Writing out a very simple plan means you get back on track faster, every time.
3 – Write the easiest bits first
A plan also means you can pick and choose which bits of an email or document to write first. You know the thing about eating an elephant one bite at a time?
It’s the same with documents. People procrastinate writing a report because they’re thinking about writing the WHOLE THING. ALL AT ONCE. It feels big, daunting, and that puts us off.
The same thing happens when you’re faced with a section of a document that’s hard: I have to write the introduction. I don’t know how to write that. Kill me now.
Imagine if your document has 6 sections, and 4 of them are super easy to write. You know exactly what needs to be said for those 4. You have all the info. You can copy and paste some stuff. If you write those 4 bits first, then you feel like you’re almost done.
You sit back and the bulk of the document is finished.
Suddenly accomplishing this thing (eating this elephant) feels possible.
4 – Less wordsmithing
In my estimate, anywhere from 30 – 100% of the wordsmithing (editing, polishing, sculpting, fine-tuning) we do has a negligible effect on the outcome. If we’re focused on our readers, those tiny changes that can take so much time and effort, make very little difference. We’re usually making those changes for our own benefit.
Language is too subjective for lots of those small things to have much impact. You start to make changes at a level that has so much subtlety the likelihood your reader will infer the same things as you is diminished.
So there you go. Write faster, write smarter, write purposefully.
Then go have a coffee. You’ve earned it.
Dear document reviewers,
It’s not about you.
It’s about whether the document is fit for purpose (and fit for its readers).
In my estimation, about 70% of all feedback from reviewers of documents in the workplace is not based on correctness or making a document fit for purpose. It’s editing or rewriting or suggestions for change based on I’d say it differently.
Do you have any idea how unhelpful that is?
- It’s demotivating for writers because they can never be mind-readers – they can’t actually emulate your voice.
- It’s an incredible waste of time. The writers spend time writing, the reviewers spend time reviewing, the writers spend time changing.
All because the reviewer has a preferred way of expressing an idea.
Not because it’s correcting an error. Not because it improves the document. Not because it’s better for readers.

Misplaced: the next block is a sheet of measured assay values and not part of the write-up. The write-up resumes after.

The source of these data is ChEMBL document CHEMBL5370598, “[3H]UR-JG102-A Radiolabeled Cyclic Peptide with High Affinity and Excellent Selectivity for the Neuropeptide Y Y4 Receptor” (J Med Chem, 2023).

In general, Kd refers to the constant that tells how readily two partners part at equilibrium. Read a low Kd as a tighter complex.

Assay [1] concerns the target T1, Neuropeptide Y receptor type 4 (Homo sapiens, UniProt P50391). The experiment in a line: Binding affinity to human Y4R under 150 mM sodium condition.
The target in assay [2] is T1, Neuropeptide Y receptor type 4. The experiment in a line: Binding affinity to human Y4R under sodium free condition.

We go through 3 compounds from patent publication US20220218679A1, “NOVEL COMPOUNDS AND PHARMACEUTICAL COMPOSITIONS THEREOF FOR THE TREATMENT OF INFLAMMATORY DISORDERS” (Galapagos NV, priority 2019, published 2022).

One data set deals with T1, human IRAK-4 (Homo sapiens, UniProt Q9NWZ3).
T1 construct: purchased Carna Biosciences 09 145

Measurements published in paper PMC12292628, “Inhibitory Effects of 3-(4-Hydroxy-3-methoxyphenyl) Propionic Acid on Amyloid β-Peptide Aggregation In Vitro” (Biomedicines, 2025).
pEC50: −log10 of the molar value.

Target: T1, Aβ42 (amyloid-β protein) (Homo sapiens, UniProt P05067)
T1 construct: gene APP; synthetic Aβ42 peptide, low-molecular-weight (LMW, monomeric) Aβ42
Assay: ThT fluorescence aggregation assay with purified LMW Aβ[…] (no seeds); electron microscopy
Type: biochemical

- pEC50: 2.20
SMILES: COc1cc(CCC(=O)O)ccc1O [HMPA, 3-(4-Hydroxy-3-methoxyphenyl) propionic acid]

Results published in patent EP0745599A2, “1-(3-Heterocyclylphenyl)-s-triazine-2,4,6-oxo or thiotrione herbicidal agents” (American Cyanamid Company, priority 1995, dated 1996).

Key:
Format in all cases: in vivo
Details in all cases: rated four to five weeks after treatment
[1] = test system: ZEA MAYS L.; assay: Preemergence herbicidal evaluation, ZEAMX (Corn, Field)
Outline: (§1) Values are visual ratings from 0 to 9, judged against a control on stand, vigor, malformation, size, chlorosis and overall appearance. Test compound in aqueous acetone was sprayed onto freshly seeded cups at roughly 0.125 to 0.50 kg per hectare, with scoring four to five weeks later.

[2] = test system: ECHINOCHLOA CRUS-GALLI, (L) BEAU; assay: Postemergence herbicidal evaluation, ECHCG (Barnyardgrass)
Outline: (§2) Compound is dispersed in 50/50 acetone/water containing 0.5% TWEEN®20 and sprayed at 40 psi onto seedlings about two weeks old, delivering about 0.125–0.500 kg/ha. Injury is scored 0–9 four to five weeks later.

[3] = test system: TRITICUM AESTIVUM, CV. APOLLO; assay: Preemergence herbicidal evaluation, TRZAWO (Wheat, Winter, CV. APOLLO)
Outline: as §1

One of my dreams for the universe is that all people tasked with reviewing documents in the workplace would be trained in the art and skill of doing so.
Even if the main thing they learned was the ability to use one filter question as they reviewed, the world would be a happier place.
Does this NEED to be improved,
or do I just want to change it to the way I would write it?
I’m not suggesting that we’re egomaniacs. One part of human nature means that when someone asks for our eyes over a document, we have to make some suggestions to show we put some effort in, or that we have something of value to contribute. There’s another part of human nature that means we’re predisposed to think there’s one right way, and also predisposed to think that our way is right.
I actually believe it takes a high level of EQ and a decent amount of self-discipline to apply this filter while reviewing a document.
And I am ever the optimist.
Dear document reviewers,
Why don’t you save us all some time?
Back the truck up. And let your writers have their own voice.
#SorryNotSorry but there’s no such thing as how to write a report.
Like there is one kind of report and there’s one right way to write one.
Meeehhh! Wrong. But thanks for playing.
There are endless kinds of reports
- status reports
- research reports
- analysis reports
- financial reports (hundreds of kinds)
- investigation reports
- incident reports
- audit reports
See what I mean? You’re not asking the right question.
How to write a report isn’t the right question.
You need to be asking how to write THIS report.
Every single report needs to be written in a way that’s fit for its own purpose. So there’s a set of questions to ask so you can build a report that will achieve what it needs to.
- How’s this report going to be used?
- Who’s going to use it?
- Therefore, what sections does the report need?
- And lastly, what level of detail do those people need in each of those sections, so they can use the report for their purposes?
Now you’re on the right track
If you can answer those questions, you have a plan. Once you have a plan, you can write the pieces that are easiest first, and work your way from there. Lots of reports should have an executive summary (pretty much any report that’s 2 pages or longer needs one), and you can write that last.
They can be big beasties, but they are certainly manageable. And there’s definitely NOT one right way to write a report. Please stop asking!